Former Appeals Court Judge Charlie Wiggins took a narrow lead over incumbent Justice Richard Sanders in Washington’s tight Supreme Court race Tuesday afternoon.
An analysis of voting patterns suggests Wiggins will finish ahead of Sanders and take his place on the state’s highest court when all remaining ballots are counted.
Sanders, an outspoken jurist with libertarian leanings, was first elected to the state’s highest court in 1995 and re-elected twice since. He has held a narrow lead since the Election Night.
But he has consistently trailed in King County, which has about one-third of the state’s voters, and a handful of other counties, mostly west of the Cascades. On Tuesday, King County tabulated about 45,000 of its outstanding ballots, and Wiggins inched ahead. Thirteen other counties also added to their totals, but Wiggins ended the night with a lead of about 3,600 votes.
Wiggins’ lead could grow to about 10,000 votes by the time all votes are
counted later this month, calculations by The Spokesman-Review show.
That’s because some 80,000 ballots — nearly half of all that county
elections officials estimate must still be counted — are in King
Two other counties where Sanders is leading still have significant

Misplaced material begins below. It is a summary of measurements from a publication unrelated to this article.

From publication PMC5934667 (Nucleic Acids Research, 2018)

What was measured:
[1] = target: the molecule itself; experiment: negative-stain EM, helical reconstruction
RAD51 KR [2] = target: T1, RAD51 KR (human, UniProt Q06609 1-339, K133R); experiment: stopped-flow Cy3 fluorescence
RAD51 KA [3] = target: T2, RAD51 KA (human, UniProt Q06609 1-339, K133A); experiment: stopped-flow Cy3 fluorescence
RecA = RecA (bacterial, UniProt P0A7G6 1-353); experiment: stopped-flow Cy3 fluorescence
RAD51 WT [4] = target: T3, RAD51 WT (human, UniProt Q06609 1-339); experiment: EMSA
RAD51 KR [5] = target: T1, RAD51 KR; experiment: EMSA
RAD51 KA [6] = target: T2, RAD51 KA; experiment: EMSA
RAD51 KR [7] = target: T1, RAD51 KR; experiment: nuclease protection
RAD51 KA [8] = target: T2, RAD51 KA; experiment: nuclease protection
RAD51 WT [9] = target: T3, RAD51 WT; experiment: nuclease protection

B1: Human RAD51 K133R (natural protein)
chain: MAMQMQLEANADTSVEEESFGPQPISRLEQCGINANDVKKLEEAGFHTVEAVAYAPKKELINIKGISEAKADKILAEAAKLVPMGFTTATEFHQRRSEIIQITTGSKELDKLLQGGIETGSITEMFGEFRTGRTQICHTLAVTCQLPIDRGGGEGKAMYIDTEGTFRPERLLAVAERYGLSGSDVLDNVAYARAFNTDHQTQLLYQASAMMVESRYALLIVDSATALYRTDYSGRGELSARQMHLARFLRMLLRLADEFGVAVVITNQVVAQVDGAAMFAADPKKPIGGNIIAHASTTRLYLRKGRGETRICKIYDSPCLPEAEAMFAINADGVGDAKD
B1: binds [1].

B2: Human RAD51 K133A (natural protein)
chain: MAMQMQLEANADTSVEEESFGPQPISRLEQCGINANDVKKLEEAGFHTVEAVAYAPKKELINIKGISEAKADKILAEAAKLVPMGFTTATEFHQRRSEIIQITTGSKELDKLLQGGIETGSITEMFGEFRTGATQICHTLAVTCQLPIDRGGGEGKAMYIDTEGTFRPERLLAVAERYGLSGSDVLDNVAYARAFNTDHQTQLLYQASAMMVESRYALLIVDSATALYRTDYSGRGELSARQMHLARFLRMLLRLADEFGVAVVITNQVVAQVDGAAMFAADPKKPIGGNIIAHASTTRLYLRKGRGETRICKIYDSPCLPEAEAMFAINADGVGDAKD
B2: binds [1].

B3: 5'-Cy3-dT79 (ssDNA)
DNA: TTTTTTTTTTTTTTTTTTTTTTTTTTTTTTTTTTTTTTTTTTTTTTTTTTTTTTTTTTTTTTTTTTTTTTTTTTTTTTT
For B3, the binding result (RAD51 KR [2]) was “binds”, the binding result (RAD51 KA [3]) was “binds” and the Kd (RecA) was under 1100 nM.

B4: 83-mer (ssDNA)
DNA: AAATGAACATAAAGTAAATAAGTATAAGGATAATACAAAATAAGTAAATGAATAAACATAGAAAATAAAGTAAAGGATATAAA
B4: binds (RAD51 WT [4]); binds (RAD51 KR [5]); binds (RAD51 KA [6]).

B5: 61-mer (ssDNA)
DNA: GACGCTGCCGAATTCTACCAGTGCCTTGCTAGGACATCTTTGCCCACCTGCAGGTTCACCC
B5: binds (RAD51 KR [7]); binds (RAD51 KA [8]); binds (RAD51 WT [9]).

blocks of uncounted ballots. Spokane County estimates it has 26,000
ballots to count, and Snohomish County estimates it has 21,000. Because
ballots continue to trickle in to elections offices, the exact number of
outstanding ballots isn’t known.
County officials also have thousands of ballots that have been
temporarily rejected because voters either forgot to sign their
envelopes, or the signatures on the envelopes don’t match the signatures
in voter registration files.
Late last week, the Sanders campaign sent out an e-mail asking for funds
to help track down voters who either didn’t sign their ballots or had
signatures rejected because they don’t match registration files. Under
state law, those ballots can be accepted if voters sign an affidavit or
come to the county elections office. The e-mail included the message
“Don’t let Wiggins steal this election,” but Sanders told the Associated
Press Monday he didn’t write it or approve the suggestion that Wiggins
would steal the election.
Unless voting patterns change for the remaining tabulations, Wiggins
will win and the outcome will be above the threshold set for a mandatory
recount in the race.
Under state law, a recount is required in a statewide race when
candidates are separated by fewer than 2,000 votes and less than
one-half of 1 percent. If current trends hold, Sanders and Wiggins would
be separated by about slightly less than 10,000. Sanders could still
ask for a recount, but would have to pay for it unless the recount
reverses the result.